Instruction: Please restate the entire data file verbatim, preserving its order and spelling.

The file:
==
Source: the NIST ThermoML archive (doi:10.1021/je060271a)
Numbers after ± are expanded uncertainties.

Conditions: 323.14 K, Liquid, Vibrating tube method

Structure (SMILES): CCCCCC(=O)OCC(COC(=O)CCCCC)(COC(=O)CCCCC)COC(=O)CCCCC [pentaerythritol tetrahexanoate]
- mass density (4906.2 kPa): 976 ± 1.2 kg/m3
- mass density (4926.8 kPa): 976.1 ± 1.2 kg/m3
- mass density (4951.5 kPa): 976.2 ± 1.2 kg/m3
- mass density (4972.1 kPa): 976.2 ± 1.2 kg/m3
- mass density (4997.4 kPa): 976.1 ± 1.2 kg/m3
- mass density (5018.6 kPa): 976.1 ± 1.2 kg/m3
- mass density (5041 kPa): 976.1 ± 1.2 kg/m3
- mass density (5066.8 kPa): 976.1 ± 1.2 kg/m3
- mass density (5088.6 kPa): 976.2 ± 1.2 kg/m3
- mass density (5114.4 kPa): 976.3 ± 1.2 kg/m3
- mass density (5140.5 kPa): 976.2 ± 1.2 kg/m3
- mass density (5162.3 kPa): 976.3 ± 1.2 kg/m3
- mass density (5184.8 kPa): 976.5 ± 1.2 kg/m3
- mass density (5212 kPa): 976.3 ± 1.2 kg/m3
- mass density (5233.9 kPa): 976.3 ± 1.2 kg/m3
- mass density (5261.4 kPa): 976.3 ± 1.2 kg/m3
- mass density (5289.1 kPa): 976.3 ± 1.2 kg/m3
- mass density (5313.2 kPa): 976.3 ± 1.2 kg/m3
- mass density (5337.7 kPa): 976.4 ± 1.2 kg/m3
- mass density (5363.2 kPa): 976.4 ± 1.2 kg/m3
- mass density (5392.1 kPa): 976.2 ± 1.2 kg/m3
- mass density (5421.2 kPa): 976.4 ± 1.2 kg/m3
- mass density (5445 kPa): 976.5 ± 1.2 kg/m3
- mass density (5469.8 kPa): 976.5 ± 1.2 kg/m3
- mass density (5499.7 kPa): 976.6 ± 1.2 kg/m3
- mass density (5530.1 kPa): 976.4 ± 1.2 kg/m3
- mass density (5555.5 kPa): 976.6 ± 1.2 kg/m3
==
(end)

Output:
Source: the NIST ThermoML archive (doi:10.1021/je060271a)
Numbers after ± are expanded uncertainties.

Conditions: 323.14 K, Liquid, Vibrating tube method

Structure (SMILES): CCCCCC(=O)OCC(COC(=O)CCCCC)(COC(=O)CCCCC)COC(=O)CCCCC [pentaerythritol tetrahexanoate]
- mass density (4906.2 kPa): 976 ± 1.2 kg/m3
- mass density (4926.8 kPa): 976.1 ± 1.2 kg/m3
- mass density (4951.5 kPa): 976.2 ± 1.2 kg/m3
- mass density (4972.1 kPa): 976.2 ± 1.2 kg/m3
- mass density (4997.4 kPa): 976.1 ± 1.2 kg/m3
- mass density (5018.6 kPa): 976.1 ± 1.2 kg/m3
- mass density (5041 kPa): 976.1 ± 1.2 kg/m3
- mass density (5066.8 kPa): 976.1 ± 1.2 kg/m3
- mass density (5088.6 kPa): 976.2 ± 1.2 kg/m3
- mass density (5114.4 kPa): 976.3 ± 1.2 kg/m3
- mass density (5140.5 kPa): 976.2 ± 1.2 kg/m3
- mass density (5162.3 kPa): 976.3 ± 1.2 kg/m3
- mass density (5184.8 kPa): 976.5 ± 1.2 kg/m3
- mass density (5212 kPa): 976.3 ± 1.2 kg/m3
- mass density (5233.9 kPa): 976.3 ± 1.2 kg/m3
- mass density (5261.4 kPa): 976.3 ± 1.2 kg/m3
- mass density (5289.1 kPa): 976.3 ± 1.2 kg/m3
- mass density (5313.2 kPa): 976.3 ± 1.2 kg/m3
- mass density (5337.7 kPa): 976.4 ± 1.2 kg/m3
- mass density (5363.2 kPa): 976.4 ± 1.2 kg/m3
- mass density (5392.1 kPa): 976.2 ± 1.2 kg/m3
- mass density (5421.2 kPa): 976.4 ± 1.2 kg/m3
- mass density (5445 kPa): 976.5 ± 1.2 kg/m3
- mass density (5469.8 kPa): 976.5 ± 1.2 kg/m3
- mass density (5499.7 kPa): 976.6 ± 1.2 kg/m3
- mass density (5530.1 kPa): 976.4 ± 1.2 kg/m3
- mass density (5555.5 kPa): 976.6 ± 1.2 kg/m3